(Insider’s) Palermo Guide

Here’s the last post about my Sicilian trip! The Palermo guide. With its inky mix of grit and grandeur, Sicily’s heart-melting capital Palermo inspires obsessive devotion. Here’s where to find the best of it all.

Ballarò is one of the oldest street markets in Palermo, one of the most lively and surely picturesque of Sicily. Its name, Ballarò, recalls its ancient arab origins, as it is Sicily’s outdoor market tradition, which explains their similarity to Arab suqs. This incredible street market is located in the city center, extending from Piazza Ballarò – in the Albergheria district – along Via Ballarò and to Corso Tukory, a few steps away from the central station, so it’s very easy to reach.  Sicilian street markets are known worldwide for being an authentic explosion of colours and enchanting scents of fresh products such as fruits, vegetables, meat and fish. They are always very crowded and noisy but this is their peculiarity: vendors shout very loud – and in dialect, of course! – to attract locals and tourists and to promote their tasty specialties. Visiting Ballarò means having great cultural experience. Walking through the outdoor shops and stands, you will observe the daily life of Palermo locals, a melting pot of different cultures and ancient traditions. The city’s street markets (there are three in total) are also the best place to taste some of the delicious Sicilian street food such as sfincione and panelle, or a plate of deep-fried seafood. Whatever you choose, you will receive an unforgettable triumph of flavors.

Via Ballaro

Started by Elena and Puccia, Magazzini Anita is a store packed to the brim with unique finds from the 1920s to the 1980s. Not only does the store stock up clothes and accessories but one can also find an extensive range of bags and jewelry in her collection of vintage wear that caters to the clothing needs of women at affordable prices. Just one glance at the store from outside and you’ll find yourself being pulled in easily to the assortment of vibrant prints, fabrics and hues. With clothes that can easily be adapted for everyday use, Magazzini Anita is the perfect place to splurge at if you are an admirer of all things vintage.

Via Maqueda 263

Antica Focacceria Di San Francesco was our favourite restaurant in Palermo. Focaccia is the very best of Palermo’s traditional fast foods, a form of hot bread roll filled with meat, cheese or onions. But the place also offers timeless Sicilian cuisine. In summer, eat alfresco in the Focacceria’s outdoor space, which actually is a square opposite San Francesco, one of Palermo’s finest Gothic churches. Great people-watching guaranteed!

Via Allesandro Paternostro 58

The catacombs at the Convento dei Cappuccini, under the monastery of the Cappucins, have fascinated visitors for the past couple of centuries and continue to do so. They are filled with more than 8,000 mummies of former Palermo citizens, hung ghoulishly along the walls in special sections depending on social status (doctors and lawyers have their own zone). This disturbing place says a lot about the social structure of society between the early-17th and late-19th centuries, which probably had more barons and princes per head of population than any other city in Europe. If you’re fine with places like this… it’s a must-visit!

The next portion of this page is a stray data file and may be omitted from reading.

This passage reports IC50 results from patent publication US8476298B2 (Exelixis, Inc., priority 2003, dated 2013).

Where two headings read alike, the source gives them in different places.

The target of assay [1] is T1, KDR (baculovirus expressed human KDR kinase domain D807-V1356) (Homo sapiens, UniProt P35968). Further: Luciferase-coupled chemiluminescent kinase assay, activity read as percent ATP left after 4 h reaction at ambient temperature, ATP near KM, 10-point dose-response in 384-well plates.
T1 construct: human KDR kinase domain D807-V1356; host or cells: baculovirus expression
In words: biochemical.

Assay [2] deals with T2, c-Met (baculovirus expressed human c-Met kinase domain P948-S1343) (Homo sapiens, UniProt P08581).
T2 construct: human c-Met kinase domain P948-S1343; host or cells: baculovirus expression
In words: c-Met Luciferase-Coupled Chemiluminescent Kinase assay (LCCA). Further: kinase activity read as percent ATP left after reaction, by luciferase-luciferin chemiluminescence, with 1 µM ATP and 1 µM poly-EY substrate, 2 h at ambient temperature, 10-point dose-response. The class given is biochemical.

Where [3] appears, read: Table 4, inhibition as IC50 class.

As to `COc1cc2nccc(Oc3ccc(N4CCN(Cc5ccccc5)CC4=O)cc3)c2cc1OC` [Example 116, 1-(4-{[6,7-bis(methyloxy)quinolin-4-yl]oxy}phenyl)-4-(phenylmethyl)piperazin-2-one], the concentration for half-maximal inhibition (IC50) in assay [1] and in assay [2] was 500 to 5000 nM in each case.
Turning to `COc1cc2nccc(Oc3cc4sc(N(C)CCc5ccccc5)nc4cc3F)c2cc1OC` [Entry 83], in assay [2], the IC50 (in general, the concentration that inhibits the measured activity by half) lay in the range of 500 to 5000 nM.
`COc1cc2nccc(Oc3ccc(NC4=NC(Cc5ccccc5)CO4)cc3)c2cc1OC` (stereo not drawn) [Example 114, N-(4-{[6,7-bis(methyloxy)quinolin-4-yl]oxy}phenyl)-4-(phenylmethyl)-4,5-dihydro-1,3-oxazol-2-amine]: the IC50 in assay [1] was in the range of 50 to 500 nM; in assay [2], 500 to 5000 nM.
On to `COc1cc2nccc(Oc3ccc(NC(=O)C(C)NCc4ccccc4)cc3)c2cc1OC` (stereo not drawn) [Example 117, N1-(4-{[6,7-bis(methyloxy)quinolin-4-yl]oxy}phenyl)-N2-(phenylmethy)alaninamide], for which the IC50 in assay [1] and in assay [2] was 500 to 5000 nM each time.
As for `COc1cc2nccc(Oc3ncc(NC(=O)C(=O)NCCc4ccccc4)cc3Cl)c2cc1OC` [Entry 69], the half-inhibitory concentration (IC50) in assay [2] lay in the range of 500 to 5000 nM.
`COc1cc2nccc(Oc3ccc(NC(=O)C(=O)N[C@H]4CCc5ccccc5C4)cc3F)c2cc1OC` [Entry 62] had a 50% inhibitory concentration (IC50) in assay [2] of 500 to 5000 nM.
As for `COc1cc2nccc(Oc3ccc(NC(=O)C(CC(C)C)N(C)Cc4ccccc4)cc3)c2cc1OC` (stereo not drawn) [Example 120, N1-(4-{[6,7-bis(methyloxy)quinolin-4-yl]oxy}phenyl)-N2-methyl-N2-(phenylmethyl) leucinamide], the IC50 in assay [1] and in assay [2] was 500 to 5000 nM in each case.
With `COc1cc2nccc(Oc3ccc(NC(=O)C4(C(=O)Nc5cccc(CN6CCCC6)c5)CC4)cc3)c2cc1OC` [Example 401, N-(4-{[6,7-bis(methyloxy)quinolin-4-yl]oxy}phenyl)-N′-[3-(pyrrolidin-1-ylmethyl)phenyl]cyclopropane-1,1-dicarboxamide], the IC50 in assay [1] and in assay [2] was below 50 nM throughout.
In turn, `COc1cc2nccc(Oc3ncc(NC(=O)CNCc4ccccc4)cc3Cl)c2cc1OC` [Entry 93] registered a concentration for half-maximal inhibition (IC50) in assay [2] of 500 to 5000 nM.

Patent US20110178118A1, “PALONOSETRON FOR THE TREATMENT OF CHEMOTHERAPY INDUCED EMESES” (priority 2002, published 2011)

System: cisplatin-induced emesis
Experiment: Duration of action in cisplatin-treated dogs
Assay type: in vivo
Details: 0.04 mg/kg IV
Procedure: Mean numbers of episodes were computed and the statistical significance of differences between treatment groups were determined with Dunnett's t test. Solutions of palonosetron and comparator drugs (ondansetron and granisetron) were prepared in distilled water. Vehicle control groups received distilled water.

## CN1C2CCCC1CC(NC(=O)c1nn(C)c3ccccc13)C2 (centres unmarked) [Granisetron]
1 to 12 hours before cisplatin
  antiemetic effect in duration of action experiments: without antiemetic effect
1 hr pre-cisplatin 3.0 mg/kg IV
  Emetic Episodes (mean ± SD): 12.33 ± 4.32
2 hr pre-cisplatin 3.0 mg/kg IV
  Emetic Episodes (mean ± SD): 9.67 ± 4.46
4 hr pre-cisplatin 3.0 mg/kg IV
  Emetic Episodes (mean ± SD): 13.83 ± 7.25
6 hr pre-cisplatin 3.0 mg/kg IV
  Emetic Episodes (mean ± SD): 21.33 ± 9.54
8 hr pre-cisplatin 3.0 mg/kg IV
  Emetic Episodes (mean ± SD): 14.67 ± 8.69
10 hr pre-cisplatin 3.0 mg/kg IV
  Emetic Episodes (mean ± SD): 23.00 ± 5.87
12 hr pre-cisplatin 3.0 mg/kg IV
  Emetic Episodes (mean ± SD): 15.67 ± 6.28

Piazza Cappuccini 1

Giardino Garibaldi is a well maintained, 19th century public garden, which is only a short walk from the harbor. One of the stand-out features of this garden are the Ficus trees, some of which are more than 150 years old. We enjoyed looking at the monumental trunks and finding shapes of animals in them. A true nature osasis in the heart of a busy city!

Piazza Marina

Osteria Dei Vespri is for those who want to try some Sicilian gourmet cusine. This place has a charming atmosphere and lovely view at Piazza Croce dei Vespri. It is in Michelin selection, and their pappardelle with belly pork and ricotta is a good reason for that.

Piazza Croce dei Vespri 6

Vintage 21 offers a fine selection of pre-owned classics – all kept in a very chic and Italian style.

Via Vittorio Emanuele 418

If you feel hungry after visiting Chiesa di Santa Caterina d’Alessandria, have a sweet meal at Ideal Coffee Stagnitta. Their brioche with pistacchio gelato is so good, just like the pistachio coffee (yes, you’ve read it right!).

Discesa dei Giudici 42-44

Luxury fashion might not really be a thing in Palermo, but there’s always Prada with it’s store located in former palazzo. The original ceiling fresco is still there!

Via della Libertà 1

Photos by Edward Kanarecki.
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Palazzo Dei Normanni in Palermo

The former royal palace of King Roger II in the 1100’s, Palazzo dei Normanni is one of the most famous sights in Palermo. Dating back to the 9th century, the palace owes its current appearance to the embellishments realized by the Normans: covered in dazzling Byzantine mosaics, the Arab-Norman architecture is a symbol of the political and cultural union operated by the Normans. Of course, don’t miss the stunning Palatine Chapel. What I loved about the Palazzo is it’s approach to contemporary art. Right now, there’s an intriguing Ryan Mendoza retrospective, presenting the artist’s ouevre which counterbalances old master techniques with modern-day themes. Then, in another palace space, there’s an amazing temporary exhibition featuring contemporary art classics: Jeff Koons, Michelangelo Pistoletto, Zhang Hong Mei and Andres Serrano. The old meets the new.